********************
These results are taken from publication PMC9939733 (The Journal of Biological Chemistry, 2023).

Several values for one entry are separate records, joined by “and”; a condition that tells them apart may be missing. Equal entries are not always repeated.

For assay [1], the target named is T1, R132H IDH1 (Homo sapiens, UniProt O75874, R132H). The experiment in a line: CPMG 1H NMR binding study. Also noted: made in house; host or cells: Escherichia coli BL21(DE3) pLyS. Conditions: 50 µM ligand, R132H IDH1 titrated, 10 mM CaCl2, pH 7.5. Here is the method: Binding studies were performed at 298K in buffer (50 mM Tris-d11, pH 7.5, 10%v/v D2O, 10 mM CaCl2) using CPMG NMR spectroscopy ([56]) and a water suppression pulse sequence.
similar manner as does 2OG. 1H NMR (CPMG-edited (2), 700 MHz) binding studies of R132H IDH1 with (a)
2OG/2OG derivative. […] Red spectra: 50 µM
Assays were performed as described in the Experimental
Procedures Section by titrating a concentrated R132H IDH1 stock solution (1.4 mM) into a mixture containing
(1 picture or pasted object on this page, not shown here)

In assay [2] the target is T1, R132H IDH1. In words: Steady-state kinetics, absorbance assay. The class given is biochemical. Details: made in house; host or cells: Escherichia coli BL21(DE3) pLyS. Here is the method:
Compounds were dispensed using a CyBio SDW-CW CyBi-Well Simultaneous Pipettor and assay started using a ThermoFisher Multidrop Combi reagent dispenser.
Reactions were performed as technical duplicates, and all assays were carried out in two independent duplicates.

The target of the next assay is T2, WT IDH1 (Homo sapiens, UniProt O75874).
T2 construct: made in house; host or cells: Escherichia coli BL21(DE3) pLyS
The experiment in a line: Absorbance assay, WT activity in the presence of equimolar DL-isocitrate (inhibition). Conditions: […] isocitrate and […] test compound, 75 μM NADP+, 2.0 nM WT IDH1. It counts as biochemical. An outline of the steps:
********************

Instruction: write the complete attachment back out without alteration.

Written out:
These results are taken from publication PMC9939733 (The Journal of Biological Chemistry, 2023).

Several values for one entry are separate records, joined by “and”; a condition that tells them apart may be missing. Equal entries are not always repeated.

For assay [1], the target named is T1, R132H IDH1 (Homo sapiens, UniProt O75874, R132H). The experiment in a line: CPMG 1H NMR binding study. Also noted: made in house; host or cells: Escherichia coli BL21(DE3) pLyS. Conditions: 50 µM ligand, R132H IDH1 titrated, 10 mM CaCl2, pH 7.5. Here is the method: Binding studies were performed at 298K in buffer (50 mM Tris-d11, pH 7.5, 10%v/v D2O, 10 mM CaCl2) using CPMG NMR spectroscopy ([56]) and a water suppression pulse sequence.
similar manner as does 2OG. 1H NMR (CPMG-edited (2), 700 MHz) binding studies of R132H IDH1 with (a)
2OG/2OG derivative. […] Red spectra: 50 µM
Assays were performed as described in the Experimental
Procedures Section by titrating a concentrated R132H IDH1 stock solution (1.4 mM) into a mixture containing
(1 picture or pasted object on this page, not shown here)

In assay [2] the target is T1, R132H IDH1. In words: Steady-state kinetics, absorbance assay. The class given is biochemical. Details: made in house; host or cells: Escherichia coli BL21(DE3) pLyS. Here is the method:
Compounds were dispensed using a CyBio SDW-CW CyBi-Well Simultaneous Pipettor and assay started using a ThermoFisher Multidrop Combi reagent dispenser.
Reactions were performed as technical duplicates, and all assays were carried out in two independent duplicates.

The target of the next assay is T2, WT IDH1 (Homo sapiens, UniProt O75874).
T2 construct: made in house; host or cells: Escherichia coli BL21(DE3) pLyS
The experiment in a line: Absorbance assay, WT activity in the presence of equimolar DL-isocitrate (inhibition). Conditions: […] isocitrate and […] test compound, 75 μM NADP+, 2.0 nM WT IDH1. It counts as biochemical. An outline of the steps: